In Erich Remarque’s World War I novel All Quiet on the Western Front and the following film, Paul, a 19-year-old French soldier, in the midst of a bloody battle, tumbles into a shell hole only to be followed by a young German soldier, whom Paul, frantic, stabs and then breaks down as he watches his “enemy” die. Overcome with guilt, Paul, sobbing, apologizes and tries to save him, to no avail.
In another battle, my father, bringing his German prisoner back to the American lines, had to huddle with his prisoner in a shell hole through the night as shells and bombs fell around them. Although my father’s gun was empty, the prisoner and my father shared stories and pictures of their families until the battle stopped.
In the film “Frantz” a young French soldier in the midst of battle tumbles into a trench and comes face to face with a young German soldier; they face one another frozen with fear.
One year later we are in a small German town, Quedlinburg, which is recovering slowly from the double wounds of defeat and shame. A young woman named Anna (Paula Beer) in a dark dress walks through town and into a cemetery. There, in an almost daily ritual, she leaves flowers on a grave marked “Frantz,” although she knows it is a memorial, not a grave. The body was too ruined to find and return. She and Frantz were to be married, but now she lives with his parents, sharing their sadness. That the “grave” is not a grave sets the tone and purpose of the film. The director François Ozon said, “I’ve been wanting to do a film about lies,” which gives a subtext to every conversation as young Anna, the central character, must ask herself—and her confessor—how much truth she must dig for and how much she must lie for the greater good.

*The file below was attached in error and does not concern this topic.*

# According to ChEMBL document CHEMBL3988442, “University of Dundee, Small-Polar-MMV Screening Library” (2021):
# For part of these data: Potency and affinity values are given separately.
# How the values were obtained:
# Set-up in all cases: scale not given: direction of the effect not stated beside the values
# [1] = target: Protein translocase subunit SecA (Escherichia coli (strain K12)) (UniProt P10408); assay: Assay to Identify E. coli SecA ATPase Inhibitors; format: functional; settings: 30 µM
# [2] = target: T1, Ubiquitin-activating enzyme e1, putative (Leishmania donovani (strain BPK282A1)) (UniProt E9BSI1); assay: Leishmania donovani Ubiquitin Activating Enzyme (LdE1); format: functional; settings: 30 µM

One day someone has been at the grave before Anna and left flowers of his own. The other mourner is Adrien (Pierre Niney), a young Frenchman who has traveled to this remote town to honor his German friend whom he met before the war when both were living in Paris. He tells his story with halts and hesitations. Is he improvising? And yes, he wanted to see the parents to express his sympathy at their son’s loss. But the war was only months before, and the men downing brews in the Quedlinburg pub are inspired by the presence of an uninvited Frenchman to stand and sing a German marching song.
As Adrien recounts his and Frantz’s visits to the Louvre and their shared skill as violinists, Adrien and Anna even play a duet at the piano. Frantz’s parents come to accept Adrien, and Anna asks herself whether she is drawn to him because he represents her lost lover or because he is taking her lover’s place. Before long Adrien breaks under the pressure: he had come to speak to the family of the deceased, not to woo his fiancée. He confesses to Anna that he and Frantz had not been old friends; they had met only once during the war. He asks Anna to explain this to the family and returns to France.
François Ozon has based this film on Ernst Lubitsch’s 1932 “Broken Lullaby,” which itself was based on a play by Maurice Rostand. Now the film shifts from the pacifist tone that had inspired it to the story of a resourceful young woman who rejects marriage offers from a local older man and takes off alone to Paris in search of Adrien, who had not left her his home address. Ironically, just as the Germans in the pub had sung their marches, Anna enters a Paris pub where they stand and sing “La Marseillaise.”
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